The Story Behind Amsterdam Cocktails
Earlier this week I was at an Amsterdam Cocktails workshop, and I was interested by the little bits of information our instructor could give us on the general history of mixology. I was fascinated to discover there was a long story behind cocktail making, and was left with the notion that there was a lot more to it than I could learn from an Amsterdam Cocktails workshop.
Although all credit goes to the instructor at the Amsterdam cocktail workshop for providing an interesting and informative workshop, but as it turned out there was a lot to find out about the history of cocktails. While common wisdom maintains that the cocktail is a uniquely American invention, it actually has its roots in 18th century London.
To a great extent this was due to the sudden increase in the popularity of gin as opposed to fermented beverages. In the year 1688 England had seen years of excellent grain harvests that had left them with an impressive surplus. King William I, in the interest of “the health of the nation” declared a reduction in the taxation rate on distilling.
Most Common Amsterdam Cocktails Ingredients
William’s declaration was not meant to be taken tongue in cheek. At the time some of the most common and deadly diseases were water-borne – cholera, dysentery, E. coli. One of the best-known ways to avoid this disease was to consume huge amounts of alcohol on a daily basis.
Gin was initially used in this way, and was typically sold in medicine shops. Soon, however, the majority of gin was consumed in public houses and on the streets. By 1720 it is thought that one in every four houses contained a gun still.
By the 1750’s the staggering social ramifications of gin abuse were obvious to even the uninterested observer. Gin was considered to be a poison of the poor, and both a symptom and cause of the moral bankruptcy of the working class. As such, it could not be consumed in its basic form by “gentlemen” – gin had become firmly a drink of the lower classes.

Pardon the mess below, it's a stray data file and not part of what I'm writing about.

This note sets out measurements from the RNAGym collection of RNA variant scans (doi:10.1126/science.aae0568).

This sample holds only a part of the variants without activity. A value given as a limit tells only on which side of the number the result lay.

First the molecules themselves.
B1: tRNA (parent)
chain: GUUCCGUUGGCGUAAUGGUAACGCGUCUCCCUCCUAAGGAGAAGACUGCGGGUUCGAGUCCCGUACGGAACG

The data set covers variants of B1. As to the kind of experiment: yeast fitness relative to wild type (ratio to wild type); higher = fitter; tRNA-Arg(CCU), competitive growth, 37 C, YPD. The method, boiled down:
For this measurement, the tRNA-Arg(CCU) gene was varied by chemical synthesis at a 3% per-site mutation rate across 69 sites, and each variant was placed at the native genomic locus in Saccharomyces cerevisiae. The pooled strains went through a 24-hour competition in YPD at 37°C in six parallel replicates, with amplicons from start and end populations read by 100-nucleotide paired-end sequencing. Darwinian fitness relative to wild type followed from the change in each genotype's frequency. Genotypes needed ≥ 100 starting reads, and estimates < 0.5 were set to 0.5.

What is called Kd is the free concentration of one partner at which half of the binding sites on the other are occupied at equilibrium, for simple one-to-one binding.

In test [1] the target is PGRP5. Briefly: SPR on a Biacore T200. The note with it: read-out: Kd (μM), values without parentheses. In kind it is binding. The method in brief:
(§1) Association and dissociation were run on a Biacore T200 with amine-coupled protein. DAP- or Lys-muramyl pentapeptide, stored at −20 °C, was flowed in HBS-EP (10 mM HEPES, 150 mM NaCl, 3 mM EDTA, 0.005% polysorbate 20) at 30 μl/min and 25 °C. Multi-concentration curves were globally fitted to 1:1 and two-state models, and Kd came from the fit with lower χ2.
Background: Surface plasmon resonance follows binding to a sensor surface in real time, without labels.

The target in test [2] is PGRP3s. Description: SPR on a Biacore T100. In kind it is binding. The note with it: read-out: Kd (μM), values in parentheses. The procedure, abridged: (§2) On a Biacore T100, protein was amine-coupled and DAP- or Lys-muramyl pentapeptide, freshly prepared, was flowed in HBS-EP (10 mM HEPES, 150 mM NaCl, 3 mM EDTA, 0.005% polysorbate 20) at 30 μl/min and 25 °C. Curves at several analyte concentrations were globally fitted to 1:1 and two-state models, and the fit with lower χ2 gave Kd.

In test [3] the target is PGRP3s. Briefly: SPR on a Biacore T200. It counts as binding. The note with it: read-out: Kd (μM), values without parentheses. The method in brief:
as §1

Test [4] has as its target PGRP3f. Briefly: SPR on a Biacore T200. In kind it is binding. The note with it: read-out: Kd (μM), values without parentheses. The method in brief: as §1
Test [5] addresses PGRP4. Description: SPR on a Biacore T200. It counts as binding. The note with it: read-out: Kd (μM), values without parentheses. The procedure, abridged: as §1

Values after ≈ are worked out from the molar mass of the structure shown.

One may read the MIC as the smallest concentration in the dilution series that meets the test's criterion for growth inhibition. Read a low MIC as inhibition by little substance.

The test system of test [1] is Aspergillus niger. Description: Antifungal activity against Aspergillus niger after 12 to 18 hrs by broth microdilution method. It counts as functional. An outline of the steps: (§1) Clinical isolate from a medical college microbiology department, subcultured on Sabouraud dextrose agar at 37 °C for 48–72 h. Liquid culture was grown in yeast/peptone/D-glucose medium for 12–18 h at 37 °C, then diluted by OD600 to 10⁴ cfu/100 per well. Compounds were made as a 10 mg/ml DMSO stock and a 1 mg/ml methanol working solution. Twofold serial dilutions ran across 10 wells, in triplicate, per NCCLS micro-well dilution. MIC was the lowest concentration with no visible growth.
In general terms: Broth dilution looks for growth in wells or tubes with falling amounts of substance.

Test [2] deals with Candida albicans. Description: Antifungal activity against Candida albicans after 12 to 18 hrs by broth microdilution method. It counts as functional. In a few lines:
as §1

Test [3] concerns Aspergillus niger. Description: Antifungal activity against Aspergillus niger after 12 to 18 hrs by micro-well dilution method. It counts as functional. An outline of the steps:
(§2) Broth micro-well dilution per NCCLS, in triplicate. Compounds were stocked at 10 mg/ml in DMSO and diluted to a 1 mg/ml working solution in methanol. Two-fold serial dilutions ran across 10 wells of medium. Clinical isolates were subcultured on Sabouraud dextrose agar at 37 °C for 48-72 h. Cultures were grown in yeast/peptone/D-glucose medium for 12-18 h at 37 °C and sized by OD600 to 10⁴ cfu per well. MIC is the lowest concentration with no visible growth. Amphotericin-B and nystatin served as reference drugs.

In an attempt to improve sales in more refined establishments, bar tenders appear to have experimented with the production and branding of gin based drinks. Thus in 1798 William Pitt the Younger picked up a tab for a “cocktail (vulgarly called ginger).”
There is more evidence that the cocktails origins have been misplaced. Part of the American argument that cocktails hail from the land of the free is the work of Jerry Thomas, who produced a famous book of cocktail recipes in 1862. However, Thomas had spent the majority of his bartending career in London, where he probably learned many of the recipes entombed in his famous book.
Today cocktails are wildly popular, and have evolved far beyond gin. I was very impressed by the experience of the Amsterdam Cocktails workshop – my research into the history of cocktails was just as satisfying!